The European Court of Justice decision in Roca Alvarez v Sesa Start Espana ETT SA ruled that Spanish legislation permitting employees to take time off to feed a baby breaches the Equal Treatment Directive.
While a mother could take the time off provided she was an employee, a father could take the time off only if both he and the mother were employees. Although the law was introduced in 1980 to promote breastfeeding, it had since been revised to include bottlefeeding. As such, the differential treatment of men and women could no longer be justified as a means of protecting new mothers and, in fact, was liable to perpetuate traditional gender roles by keeping the father’s caring role subsidiary to that of the mother.
Given additional maternity leave (AML) is to become “transferable” to the father in the form of additional paternity leave, this may mean that AML should not be treated as protecting the biological condition of the mother. Therefore, employers who do not give fathers on APL the same benefits as mothers on AML would be guilty of sex discrimination.
While enhanced pay is one consideration for employers, there is a swathe of additional issues that, if transferred to a father, need to be taken on board, such as keeping-in-touch days, pension and bonus entitlement while on APL, and subsequent flexible working requests. “Workplace planning becomes more complicated,” says Syder.
And of course if the father’s employer affords generous maternity pay, while the mother’s employer sticks to the bare minimum, the parents will want to weigh that up when deciding which of them takes leave. This leads into the very reason that the legislation has been brought in.
Bringing everyone into line
“It is encouraging fathers to play a greater role,” says Overell, “and it’s related to the desire to push ahead on flexible working. This has been a long-standing direction ever since the right to request was first brought in.”
Syder says: “In my view it is being brought in on the ticket of greater equality between the sexes and to address that gender inequality in the workplace. The simple reality is legislation is a social policy piece. It’s going to change people’s perceptions and views about who looks after children under a year.”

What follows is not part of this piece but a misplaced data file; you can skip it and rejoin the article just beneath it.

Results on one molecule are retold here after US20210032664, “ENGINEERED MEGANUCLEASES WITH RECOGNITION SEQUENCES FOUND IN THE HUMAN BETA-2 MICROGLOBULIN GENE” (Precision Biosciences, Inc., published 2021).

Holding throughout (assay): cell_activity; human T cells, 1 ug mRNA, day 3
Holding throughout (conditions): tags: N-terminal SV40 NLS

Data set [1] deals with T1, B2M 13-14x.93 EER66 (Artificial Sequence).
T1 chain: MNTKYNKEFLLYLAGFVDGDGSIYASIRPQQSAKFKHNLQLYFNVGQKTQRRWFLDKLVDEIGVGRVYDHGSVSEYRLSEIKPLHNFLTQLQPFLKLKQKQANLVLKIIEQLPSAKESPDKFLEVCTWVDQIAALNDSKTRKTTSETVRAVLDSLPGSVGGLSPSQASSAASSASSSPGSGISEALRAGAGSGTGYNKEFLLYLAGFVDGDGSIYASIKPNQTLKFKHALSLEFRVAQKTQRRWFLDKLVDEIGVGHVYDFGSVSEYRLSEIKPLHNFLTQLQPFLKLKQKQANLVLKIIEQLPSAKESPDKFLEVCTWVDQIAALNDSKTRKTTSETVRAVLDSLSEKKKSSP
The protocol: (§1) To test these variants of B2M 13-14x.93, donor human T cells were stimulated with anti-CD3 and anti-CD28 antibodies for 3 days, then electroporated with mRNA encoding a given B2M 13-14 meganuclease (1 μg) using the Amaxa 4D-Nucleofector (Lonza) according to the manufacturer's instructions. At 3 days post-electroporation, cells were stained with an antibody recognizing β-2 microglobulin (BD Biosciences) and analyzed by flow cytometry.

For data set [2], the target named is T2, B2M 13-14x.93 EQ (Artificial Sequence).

“The novelty of sharing childcare between partners adds a layer of complexity,” continues Overell. “The gradual direction we’re moving in is that everyone who works should have the right to flexible working.”
Syder points out that: “Flexibility in the labour market is seen as competitive advantage that will get more investment,” however, Overell is worried that: “In a way the law has been advancing but business culture hasn’t been moving as quickly. Flexible working is still quite controversial.”
Which brings us to the point of whether or not, even if with the lure of an enhanced paternity package, the culture of UK business will restrict men who want to take up the extra leave.
“Whatever happens in the legal statutes, they should have the right to work flexibly,” says Overell, “but that’s not to say that the employer won’t look askance and believe they lack ambition.”
Emmott, however, says that the culture is shifting: “Young men are undoubtedly more relaxed about looking after children. Amongst younger parents the idea of shared childcare isn’t a Scandinavian idyll.”
So what does all this mean for HR? How can HR departments balance the need to impart the proper information, ensure that the company is as protected from legal action as possible and put business owners’ minds at rest over fears that it opens the floodgates of dads sporadically taking time off to rush home and care for the kids while promoting the idea of flexibility to employees?
“We can see it as a loss for employer and a gain for the employee but actually it’s an opportunity for both. It doesn’t have to be seen as a trade-off,” says Overell. “There are quite a few opportunities with flexibility. It can shake up the ways of operating.
“It’s largely a question of awareness, and reassuring men that taking the leave won’t be detrimental to their careers. All they can say is: ‘We are an enlightened organisation and that, provided you show commitment, we will reciprocate’.”